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A Root Tube - Pegging Pan Apparatus: Preliminary Observations and Effects of Soil Water in the Pegging Zone¹

Authors: J. M. Bennett , P. J. Sexton , K. J. Boote

  • A Root Tube - Pegging Pan Apparatus: Preliminary Observations and Effects of Soil Water in the Pegging Zone¹

    ARTICLES

    A Root Tube - Pegging Pan Apparatus: Preliminary Observations and Effects of Soil Water in the Pegging Zone¹

    Authors: , ,

Abstract

Soil conditions, especially water deficits in either the pegging or rooting zone or both, affect pod initiation and seed development of peanut (Arachis hypogaea L.). The objectives of this study were to 1) construct a root tube - pegging pan apparatus which would allow for physical separation of the rooting and pegging zones, 2) determine growth and development of peanut when grown in the apparatus, and 3) examine the effects of soil water in the pegging zone on the initiation and development of peanut fruits. An experimental apparatus was constructed to provide a mechanism for separation of the rooting and pegging zones, allowing for independent control of soil water in both zones. Root tubes (1.6 m long and 15 cm in dia.) were constructed of polyvinyl chloride tubing. Watering access tubes were inserted at 0, 0.5 and 1.0 m from the top of the root tube. The top of the root tube was closed with a convex cap having a 5-cm central hole through which a peanut plant was allowed to grow. A pegging pan (50 cm long × 35 cm wide × 20 cm deep) was fitted around the upper portion of the root tube. Preliminary studies demonstrated satisfactory shoot growth and pod development of peanut plants grown in the apparatus provided over-watering was avoided. It also appeared that pods and seeds formed in air-dry pegging zone soil. To examine this in more detail, an experiment was conducted comparing the effects of air-dry vs. moist (7 to 12% water by weight) pegging zone soil on pod and seed formation. The air-dry pegging zone reduced the percentage of tagged pegs which developed into full pods (those having reached full expansion) from 61 to 48% and reduced the growth rate of developing seeds and pods by 18 and 29%, respectively. The root tube - pegging pan apparatus provided a useful technique to gain a better understanding of peanut pod formation as influenced by soil water environments in the pegging zone.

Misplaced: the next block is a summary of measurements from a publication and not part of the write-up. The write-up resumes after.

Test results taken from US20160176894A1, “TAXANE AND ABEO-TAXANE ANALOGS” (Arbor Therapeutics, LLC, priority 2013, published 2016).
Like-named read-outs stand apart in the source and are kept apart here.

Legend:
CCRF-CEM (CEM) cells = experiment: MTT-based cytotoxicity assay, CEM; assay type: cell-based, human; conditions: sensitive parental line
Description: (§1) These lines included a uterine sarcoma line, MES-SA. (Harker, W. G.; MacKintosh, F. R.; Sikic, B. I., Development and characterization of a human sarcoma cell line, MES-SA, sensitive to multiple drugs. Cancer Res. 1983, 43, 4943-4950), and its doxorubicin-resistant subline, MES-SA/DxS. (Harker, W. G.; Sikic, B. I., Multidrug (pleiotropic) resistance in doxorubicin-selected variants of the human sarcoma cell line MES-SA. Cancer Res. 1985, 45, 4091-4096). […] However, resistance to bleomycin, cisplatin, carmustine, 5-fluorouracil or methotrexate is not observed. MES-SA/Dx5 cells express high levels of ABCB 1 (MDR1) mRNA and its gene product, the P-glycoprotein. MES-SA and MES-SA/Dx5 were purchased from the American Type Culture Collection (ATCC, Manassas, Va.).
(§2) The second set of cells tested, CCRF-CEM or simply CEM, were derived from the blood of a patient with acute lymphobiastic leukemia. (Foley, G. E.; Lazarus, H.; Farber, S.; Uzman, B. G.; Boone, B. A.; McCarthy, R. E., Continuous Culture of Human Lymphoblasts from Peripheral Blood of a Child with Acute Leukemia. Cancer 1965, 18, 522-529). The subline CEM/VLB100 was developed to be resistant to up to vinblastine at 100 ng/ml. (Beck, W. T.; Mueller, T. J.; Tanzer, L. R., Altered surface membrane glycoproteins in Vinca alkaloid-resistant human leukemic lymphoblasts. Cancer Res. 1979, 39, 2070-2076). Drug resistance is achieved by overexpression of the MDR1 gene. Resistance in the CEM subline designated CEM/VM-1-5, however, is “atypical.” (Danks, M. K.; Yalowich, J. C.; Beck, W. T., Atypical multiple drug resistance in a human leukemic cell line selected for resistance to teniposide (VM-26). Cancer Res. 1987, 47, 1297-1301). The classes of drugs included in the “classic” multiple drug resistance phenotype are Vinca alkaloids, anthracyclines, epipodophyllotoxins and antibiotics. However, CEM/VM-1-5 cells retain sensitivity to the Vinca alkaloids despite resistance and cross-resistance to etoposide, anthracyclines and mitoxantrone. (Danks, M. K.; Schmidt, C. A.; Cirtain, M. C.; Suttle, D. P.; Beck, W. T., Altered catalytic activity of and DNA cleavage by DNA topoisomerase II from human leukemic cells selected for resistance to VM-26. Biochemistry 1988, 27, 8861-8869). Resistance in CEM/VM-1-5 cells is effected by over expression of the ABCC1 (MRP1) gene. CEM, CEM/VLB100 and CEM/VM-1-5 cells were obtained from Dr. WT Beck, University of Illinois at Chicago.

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Keywords: Arachis hypogaea, pod growth, seed growth, soil water deficits, Water stress

How to Cite:

Bennett, J. & Sexton, P. & Boote, K., (1990) “A Root Tube - Pegging Pan Apparatus: Preliminary Observations and Effects of Soil Water in the Pegging Zone¹”, Peanut Science 17(2), p.68-72. doi: https://doi.org/10.3146/i0095-3679-17-2-6

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Published on
01 Jul 1990
Peer Reviewed

Author Notes

1Contribution from the Dep. of Agronomy, Univ. of Florida. This research was supported in part by funds from the Florida Peanut Check-Off Program. Florida Agric. Exp. Stn. Journal Series no. R-00338.